California poker bill author Senator Rod Wright has said the US’ most populous state could join New Jersey’s legal challenge to the 18-year-old federal ban on sports betting.
Wright confirmed to ESPN Radio Los Angeles yesterday he had joined New Jersey officials in their fight to legalise sports betting: “You’re talking about an industry that’s already a multi-billion dollar industry in the United States.
“We allow three states – Oregon, Delaware and Nevada – to have sports betting. In addition, if you take the internet that is kinda-sorta now going – internet poker in particular but some of the other online gaming that takes place – you’re talking about an industry, in the United States, that’s probably close to US$15 to US$20bn a year already.”
New Jersey’s lawsuit, filed last March by New Jersey Senator Lesniak, iMEGA and two groups representing horse racing interests in the state, argues the Professional and Amateur Sports Protection Act (PASPA) of 1992 is unconstitutional, as it discriminates against the people of New Jersey by allowing four states exempted under the law to reap tax revenue from sports betting while the Garden State cannot.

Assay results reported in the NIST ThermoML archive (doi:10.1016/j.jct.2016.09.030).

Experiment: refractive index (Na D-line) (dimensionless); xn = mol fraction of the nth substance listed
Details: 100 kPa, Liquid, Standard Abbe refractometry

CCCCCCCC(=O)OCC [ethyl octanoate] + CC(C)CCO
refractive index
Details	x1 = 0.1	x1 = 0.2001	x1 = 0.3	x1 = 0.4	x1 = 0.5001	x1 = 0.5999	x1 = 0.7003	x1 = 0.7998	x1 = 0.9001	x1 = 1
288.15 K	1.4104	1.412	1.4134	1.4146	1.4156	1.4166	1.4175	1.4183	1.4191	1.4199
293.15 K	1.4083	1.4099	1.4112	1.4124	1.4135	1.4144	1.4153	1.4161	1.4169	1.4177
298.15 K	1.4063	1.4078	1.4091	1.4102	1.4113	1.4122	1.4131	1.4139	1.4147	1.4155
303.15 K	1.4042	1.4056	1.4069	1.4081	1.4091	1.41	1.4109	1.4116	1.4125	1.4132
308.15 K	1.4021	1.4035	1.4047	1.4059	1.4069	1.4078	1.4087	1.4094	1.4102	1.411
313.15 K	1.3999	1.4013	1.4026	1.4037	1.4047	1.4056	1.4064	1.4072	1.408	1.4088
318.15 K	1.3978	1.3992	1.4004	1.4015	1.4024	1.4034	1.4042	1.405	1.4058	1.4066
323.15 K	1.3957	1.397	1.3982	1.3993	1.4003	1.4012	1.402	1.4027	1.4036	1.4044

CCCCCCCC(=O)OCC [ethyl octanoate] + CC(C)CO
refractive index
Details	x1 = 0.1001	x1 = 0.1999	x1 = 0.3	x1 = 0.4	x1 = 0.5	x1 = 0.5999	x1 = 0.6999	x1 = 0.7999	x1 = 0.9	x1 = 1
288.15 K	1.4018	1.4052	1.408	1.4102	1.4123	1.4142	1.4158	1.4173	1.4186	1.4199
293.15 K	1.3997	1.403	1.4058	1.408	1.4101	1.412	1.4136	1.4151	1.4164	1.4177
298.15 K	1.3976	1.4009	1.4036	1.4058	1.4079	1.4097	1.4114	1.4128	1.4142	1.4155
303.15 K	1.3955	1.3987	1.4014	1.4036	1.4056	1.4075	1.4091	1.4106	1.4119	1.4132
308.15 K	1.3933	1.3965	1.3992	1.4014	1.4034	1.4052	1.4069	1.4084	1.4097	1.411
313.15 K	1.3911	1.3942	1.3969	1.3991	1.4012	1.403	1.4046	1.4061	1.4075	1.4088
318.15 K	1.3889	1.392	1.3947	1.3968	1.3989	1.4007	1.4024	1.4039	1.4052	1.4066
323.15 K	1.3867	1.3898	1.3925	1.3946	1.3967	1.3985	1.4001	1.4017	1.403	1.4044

Wright added that he may ask the California legislature to join the fight: “We’re looking at it. When you talk about gaming or alcohol or prostitution, there’s kind of a push-back from people. … But particularly in this lawsuit, we’re talking about sports betting.
“I’m not a lawyer, but the lawyers to whom I’ve spoken, it’s kind of an equal-protection portion of the federal constitution. How am I able to do something in Oregon that I can’t do in California. What is it about Oregon that gives them a privilege that a guy in San Francisco can’t have?”
Despite being in “general support” of sports betting, recently installed New Jersey Republican Governor Chris Christie announced last month that he will not be joining Lesniak’s legal battle to bring sports betting to the US state.